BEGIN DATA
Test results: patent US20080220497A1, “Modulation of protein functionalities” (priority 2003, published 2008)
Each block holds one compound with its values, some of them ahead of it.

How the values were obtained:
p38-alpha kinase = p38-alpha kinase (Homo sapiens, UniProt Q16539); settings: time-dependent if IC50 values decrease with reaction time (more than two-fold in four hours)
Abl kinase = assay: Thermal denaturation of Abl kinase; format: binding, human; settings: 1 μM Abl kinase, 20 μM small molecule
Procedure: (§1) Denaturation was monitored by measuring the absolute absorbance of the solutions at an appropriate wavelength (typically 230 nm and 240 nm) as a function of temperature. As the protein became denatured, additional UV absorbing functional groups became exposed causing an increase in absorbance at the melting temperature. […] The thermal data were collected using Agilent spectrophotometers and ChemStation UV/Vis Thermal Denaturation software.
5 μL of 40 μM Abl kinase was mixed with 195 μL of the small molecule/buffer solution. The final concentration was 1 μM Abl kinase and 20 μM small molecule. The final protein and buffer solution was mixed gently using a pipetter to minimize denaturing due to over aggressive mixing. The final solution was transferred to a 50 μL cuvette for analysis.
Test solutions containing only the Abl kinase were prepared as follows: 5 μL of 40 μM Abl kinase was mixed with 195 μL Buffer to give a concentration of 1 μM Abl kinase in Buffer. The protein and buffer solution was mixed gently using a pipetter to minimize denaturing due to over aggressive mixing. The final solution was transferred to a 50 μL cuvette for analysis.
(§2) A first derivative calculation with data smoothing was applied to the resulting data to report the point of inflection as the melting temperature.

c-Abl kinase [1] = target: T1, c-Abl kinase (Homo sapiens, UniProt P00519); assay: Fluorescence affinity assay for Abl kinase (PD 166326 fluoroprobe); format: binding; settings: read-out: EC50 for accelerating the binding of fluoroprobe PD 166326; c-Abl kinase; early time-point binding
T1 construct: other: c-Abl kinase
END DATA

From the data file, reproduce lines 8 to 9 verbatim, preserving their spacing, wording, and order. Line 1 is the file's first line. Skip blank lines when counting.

Test solutions containing only the Abl kinase were prepared as follows: 5 μL of 40 μM Abl kinase was mixed with 195 μL Buffer to give a concentration of 1 μM Abl kinase in Buffer. The protein and buffer solution was mixed gently using a pipetter to minimize denaturing due to over aggressive mixing. The final solution was transferred to a 50 μL cuvette for analysis.
(§2) A first derivative calculation with data smoothing was applied to the resulting data to report the point of inflection as the melting temperature.